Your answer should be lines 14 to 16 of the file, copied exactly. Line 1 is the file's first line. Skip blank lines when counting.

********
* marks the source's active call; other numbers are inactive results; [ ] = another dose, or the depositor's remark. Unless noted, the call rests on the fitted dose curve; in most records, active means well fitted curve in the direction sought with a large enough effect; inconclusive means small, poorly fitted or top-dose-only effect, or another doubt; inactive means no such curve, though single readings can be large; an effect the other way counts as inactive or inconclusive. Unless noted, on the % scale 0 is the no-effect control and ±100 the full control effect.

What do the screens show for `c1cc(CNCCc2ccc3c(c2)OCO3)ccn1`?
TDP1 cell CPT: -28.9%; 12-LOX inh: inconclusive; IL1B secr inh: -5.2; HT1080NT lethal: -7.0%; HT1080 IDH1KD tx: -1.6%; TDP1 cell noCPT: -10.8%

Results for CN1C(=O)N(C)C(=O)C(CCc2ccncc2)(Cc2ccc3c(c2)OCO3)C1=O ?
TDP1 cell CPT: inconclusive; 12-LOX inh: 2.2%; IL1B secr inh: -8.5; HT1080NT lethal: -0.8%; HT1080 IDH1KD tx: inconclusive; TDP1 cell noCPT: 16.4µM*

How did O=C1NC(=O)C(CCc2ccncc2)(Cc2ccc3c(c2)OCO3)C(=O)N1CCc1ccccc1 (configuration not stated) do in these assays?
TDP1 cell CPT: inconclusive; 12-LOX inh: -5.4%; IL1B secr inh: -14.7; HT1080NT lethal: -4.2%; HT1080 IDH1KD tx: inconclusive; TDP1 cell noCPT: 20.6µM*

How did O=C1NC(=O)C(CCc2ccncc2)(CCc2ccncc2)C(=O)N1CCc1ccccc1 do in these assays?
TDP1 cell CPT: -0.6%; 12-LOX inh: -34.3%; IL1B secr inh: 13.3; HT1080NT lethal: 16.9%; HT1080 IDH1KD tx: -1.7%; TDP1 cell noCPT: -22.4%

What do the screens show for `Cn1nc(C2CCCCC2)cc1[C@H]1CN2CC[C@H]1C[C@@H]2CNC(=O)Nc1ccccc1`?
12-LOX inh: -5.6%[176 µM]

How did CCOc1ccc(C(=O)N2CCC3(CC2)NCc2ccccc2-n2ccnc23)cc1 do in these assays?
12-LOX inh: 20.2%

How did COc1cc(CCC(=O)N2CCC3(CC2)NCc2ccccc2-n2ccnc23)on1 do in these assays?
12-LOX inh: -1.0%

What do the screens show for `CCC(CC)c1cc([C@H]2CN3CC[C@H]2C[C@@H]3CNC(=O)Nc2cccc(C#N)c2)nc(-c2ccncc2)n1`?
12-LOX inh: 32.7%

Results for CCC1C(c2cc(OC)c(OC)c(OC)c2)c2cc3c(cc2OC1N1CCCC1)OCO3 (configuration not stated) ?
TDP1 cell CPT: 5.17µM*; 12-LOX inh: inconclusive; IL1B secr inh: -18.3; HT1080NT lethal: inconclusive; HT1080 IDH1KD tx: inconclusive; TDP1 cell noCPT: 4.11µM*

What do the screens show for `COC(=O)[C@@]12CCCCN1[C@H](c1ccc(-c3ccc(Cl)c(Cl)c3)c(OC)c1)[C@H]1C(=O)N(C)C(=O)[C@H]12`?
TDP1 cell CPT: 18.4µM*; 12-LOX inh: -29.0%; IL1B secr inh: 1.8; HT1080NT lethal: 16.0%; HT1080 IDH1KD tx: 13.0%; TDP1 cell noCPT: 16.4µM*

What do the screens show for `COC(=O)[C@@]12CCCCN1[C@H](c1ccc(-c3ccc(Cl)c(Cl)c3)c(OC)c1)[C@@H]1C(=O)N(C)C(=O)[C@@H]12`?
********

How did COc1cc(CCC(=O)N2CCC3(CC2)NCc2ccccc2-n2ccnc23)on1 do in these assays?
12-LOX inh: -1.0%

What do the screens show for `CCC(CC)c1cc([C@H]2CN3CC[C@H]2C[C@@H]3CNC(=O)Nc2cccc(C#N)c2)nc(-c2ccncc2)n1`?